The victory of stasis over gradualism did not come easily at the Chicago conference. As Lewin33 mentioned in his summary for Science, “the proceedings were at times unruly and even acrimonious,” but, on the positive side, “many people suggested that the meeting was a turning point in the history of evolutionary thought.”
Perhaps the most dramatic response came from Francisco Ayala. After admitting that neo-Darwinists “would not have predicted stasis from population genetics [extrapolation from mutation and selection],” he concluded, “but I am now convinced from what the paleontologists say that small changes do not accumulate” (emphasis added). No one finds it easy to change years of thinking, but a willingness to adapt theory to fact is the mark of a true scientist, and Ayala deserves a lot of credit for his statement.
When the dust finally settled, Gabriel Dover of Cambridge University summarized the Chicago conference by calling species stasis “the single most important feature of macroevolution.” Note, again, that at least the creationists and evolutionists agree on what the fossil facts represent, namely, stasis: sudden appearance of complete forms, minor variation, and sudden disappearance.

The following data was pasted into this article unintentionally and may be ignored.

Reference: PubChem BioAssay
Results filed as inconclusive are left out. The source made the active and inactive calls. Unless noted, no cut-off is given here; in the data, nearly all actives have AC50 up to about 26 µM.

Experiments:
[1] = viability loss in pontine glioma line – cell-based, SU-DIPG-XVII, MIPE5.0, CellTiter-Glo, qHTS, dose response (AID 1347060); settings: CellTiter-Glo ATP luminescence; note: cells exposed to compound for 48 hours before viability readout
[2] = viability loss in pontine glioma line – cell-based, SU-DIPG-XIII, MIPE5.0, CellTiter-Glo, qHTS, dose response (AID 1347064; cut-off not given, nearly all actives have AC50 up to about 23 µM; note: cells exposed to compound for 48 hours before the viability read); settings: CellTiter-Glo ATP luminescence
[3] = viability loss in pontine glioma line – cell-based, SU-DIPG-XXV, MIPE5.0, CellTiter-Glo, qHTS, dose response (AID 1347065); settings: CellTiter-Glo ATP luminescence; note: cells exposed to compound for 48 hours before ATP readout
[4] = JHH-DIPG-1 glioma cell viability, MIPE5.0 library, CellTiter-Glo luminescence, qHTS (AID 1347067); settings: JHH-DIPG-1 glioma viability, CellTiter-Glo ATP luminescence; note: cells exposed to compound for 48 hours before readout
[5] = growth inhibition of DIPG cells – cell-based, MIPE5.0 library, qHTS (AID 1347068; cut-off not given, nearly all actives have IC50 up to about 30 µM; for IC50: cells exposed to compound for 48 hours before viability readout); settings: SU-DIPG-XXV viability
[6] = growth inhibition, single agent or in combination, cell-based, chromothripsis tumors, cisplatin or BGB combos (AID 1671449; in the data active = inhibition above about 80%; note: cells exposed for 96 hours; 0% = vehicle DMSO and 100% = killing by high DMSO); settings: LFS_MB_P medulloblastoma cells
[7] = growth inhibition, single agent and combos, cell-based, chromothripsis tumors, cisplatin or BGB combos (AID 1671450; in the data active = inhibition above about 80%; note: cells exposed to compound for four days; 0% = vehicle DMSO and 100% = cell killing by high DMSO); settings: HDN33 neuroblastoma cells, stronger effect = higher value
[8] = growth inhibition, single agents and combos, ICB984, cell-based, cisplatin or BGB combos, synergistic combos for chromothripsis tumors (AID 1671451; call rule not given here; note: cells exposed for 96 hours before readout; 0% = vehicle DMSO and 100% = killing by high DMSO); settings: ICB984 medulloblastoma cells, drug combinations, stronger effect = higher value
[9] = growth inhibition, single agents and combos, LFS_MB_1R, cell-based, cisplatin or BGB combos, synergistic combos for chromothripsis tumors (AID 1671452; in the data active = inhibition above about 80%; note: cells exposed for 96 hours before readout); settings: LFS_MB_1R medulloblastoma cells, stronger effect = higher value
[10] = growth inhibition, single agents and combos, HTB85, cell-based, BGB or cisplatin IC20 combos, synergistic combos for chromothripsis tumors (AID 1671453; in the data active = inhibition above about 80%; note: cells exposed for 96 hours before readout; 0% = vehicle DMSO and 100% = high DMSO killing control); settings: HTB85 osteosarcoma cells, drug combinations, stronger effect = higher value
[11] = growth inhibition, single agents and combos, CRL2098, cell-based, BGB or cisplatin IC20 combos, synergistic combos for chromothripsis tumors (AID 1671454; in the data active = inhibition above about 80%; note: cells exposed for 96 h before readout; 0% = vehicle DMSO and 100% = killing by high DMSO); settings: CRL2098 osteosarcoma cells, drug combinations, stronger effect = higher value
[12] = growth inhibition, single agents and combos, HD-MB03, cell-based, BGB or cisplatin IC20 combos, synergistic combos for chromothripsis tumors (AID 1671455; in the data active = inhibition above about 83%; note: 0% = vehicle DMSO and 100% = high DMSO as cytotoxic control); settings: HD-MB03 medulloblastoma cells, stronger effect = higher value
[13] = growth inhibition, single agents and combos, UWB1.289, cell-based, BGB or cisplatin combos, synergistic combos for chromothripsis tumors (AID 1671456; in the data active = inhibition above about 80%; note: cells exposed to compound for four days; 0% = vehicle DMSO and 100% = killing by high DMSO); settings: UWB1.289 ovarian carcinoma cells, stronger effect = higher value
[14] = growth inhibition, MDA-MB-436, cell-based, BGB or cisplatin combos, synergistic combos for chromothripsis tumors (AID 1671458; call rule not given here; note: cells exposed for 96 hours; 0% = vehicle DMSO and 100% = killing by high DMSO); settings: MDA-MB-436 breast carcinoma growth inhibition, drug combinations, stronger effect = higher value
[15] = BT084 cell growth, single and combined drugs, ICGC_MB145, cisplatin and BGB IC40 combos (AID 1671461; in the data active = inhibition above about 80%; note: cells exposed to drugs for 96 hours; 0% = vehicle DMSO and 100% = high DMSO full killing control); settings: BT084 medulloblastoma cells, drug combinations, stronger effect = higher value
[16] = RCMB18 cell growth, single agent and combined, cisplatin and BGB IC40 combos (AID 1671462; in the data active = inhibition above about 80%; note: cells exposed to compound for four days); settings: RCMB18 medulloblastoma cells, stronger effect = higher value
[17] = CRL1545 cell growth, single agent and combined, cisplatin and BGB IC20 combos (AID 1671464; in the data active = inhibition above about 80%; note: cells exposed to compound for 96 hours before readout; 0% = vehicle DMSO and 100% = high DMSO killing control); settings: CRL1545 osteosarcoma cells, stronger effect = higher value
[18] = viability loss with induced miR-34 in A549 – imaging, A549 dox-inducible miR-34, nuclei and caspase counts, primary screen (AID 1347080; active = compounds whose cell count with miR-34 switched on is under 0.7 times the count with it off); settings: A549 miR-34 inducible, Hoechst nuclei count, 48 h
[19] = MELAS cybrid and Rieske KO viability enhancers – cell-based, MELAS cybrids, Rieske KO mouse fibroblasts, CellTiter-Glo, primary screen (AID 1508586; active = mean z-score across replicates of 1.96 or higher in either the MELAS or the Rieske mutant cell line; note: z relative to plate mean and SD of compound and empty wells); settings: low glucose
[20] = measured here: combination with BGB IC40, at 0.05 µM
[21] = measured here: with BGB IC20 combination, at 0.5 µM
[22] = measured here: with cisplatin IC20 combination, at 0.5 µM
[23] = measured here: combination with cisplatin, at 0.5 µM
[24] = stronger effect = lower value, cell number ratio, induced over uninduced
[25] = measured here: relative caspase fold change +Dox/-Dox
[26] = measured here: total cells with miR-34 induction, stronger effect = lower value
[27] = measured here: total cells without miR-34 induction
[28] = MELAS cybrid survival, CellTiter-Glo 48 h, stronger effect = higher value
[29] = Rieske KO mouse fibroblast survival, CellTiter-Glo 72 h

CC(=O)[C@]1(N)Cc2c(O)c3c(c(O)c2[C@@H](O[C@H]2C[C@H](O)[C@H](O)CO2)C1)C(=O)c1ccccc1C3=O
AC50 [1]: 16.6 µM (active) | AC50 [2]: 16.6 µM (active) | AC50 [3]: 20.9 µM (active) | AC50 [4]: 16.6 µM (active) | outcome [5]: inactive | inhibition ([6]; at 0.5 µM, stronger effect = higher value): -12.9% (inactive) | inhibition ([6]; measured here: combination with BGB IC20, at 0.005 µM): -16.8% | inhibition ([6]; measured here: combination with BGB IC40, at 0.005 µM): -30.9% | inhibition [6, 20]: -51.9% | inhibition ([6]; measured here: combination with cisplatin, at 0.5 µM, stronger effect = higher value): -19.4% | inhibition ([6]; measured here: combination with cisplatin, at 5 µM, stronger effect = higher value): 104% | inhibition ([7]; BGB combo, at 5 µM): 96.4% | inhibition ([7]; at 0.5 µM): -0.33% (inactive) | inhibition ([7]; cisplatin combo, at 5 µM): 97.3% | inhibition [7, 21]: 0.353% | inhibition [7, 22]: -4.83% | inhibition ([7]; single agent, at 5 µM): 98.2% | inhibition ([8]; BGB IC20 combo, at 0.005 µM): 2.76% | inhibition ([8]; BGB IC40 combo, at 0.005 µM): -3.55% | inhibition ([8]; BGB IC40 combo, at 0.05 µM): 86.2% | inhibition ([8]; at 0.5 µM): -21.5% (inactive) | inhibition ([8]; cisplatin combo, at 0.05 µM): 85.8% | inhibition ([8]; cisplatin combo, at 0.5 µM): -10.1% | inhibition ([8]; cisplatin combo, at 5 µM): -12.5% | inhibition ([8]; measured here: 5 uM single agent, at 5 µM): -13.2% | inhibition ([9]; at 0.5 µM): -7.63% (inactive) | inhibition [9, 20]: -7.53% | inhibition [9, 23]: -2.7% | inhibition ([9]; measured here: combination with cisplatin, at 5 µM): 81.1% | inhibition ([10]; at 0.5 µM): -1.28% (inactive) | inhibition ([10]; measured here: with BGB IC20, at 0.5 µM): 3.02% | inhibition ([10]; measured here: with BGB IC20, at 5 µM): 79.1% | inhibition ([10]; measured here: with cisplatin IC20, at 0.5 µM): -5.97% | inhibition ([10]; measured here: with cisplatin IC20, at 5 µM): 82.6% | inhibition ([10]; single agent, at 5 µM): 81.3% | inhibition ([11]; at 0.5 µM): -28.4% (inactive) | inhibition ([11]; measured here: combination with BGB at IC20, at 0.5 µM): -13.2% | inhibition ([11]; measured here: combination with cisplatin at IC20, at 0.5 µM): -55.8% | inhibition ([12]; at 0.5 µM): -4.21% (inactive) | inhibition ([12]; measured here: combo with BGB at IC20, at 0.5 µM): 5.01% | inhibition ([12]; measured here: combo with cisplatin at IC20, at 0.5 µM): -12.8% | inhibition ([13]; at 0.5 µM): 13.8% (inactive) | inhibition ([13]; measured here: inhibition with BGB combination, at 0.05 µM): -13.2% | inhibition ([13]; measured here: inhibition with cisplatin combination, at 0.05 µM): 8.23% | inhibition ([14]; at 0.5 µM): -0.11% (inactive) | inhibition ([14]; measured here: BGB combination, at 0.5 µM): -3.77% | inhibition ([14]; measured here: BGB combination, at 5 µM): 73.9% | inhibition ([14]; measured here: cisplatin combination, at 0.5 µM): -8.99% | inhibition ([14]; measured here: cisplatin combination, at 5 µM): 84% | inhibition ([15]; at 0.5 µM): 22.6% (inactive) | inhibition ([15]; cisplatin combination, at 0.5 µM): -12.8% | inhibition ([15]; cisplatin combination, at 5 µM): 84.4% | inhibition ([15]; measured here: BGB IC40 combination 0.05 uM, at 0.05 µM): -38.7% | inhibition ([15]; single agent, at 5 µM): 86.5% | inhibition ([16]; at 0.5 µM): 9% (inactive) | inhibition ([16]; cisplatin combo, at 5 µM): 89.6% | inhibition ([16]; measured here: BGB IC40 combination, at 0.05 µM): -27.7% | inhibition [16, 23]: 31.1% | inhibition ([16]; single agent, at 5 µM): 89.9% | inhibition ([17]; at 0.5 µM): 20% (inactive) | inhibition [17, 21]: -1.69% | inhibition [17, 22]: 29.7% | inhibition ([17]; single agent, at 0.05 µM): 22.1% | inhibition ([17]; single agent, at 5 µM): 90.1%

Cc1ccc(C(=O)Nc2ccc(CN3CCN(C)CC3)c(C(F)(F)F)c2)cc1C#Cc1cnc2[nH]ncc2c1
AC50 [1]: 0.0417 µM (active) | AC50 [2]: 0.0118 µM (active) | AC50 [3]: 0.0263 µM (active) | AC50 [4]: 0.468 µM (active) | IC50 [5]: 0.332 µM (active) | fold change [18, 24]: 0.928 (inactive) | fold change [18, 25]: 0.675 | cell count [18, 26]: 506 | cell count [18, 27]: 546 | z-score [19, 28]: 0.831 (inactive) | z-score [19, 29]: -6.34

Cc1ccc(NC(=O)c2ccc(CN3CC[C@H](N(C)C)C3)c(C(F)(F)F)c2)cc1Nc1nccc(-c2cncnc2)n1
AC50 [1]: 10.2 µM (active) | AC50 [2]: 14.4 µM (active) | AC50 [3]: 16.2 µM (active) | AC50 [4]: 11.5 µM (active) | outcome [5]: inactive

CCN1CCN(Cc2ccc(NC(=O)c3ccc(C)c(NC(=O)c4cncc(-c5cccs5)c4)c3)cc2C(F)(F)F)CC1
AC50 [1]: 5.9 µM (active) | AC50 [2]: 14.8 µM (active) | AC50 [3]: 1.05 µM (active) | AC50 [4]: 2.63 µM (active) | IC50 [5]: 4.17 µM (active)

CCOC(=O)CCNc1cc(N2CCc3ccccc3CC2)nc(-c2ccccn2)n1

But perhaps you also detected a note of irony in Dover’s comment. If stasis means anything, it means staying the same; if evolution means anything, it means change. It seems to me, then, that evolutionists are actually saying (without quite meaning to, of course) that the most fundamental fact of their theory of change is that everything stays the same!
Creationists prefer a much more direct approach to the evidence. Each basic kind of plant and animal life appears in the fossil sequence complete, fully formed, and functional; each classifies according to the criteria we use to distinguish groups today, with “boundary problems” generally no greater nor different for extinct forms than for those living today; and each kind shows broad but quite finite ecologic and geographic variation within its kind. The most direct and logical inference (to a heart and mind open to the possibility) appears to be, it seems to me, creation, and variation within the basic created kinds. Differences such as extinction and decline in size and variety seem to point to the corruption and catastrophe in the created order, not at all to “upward, onward” evolution.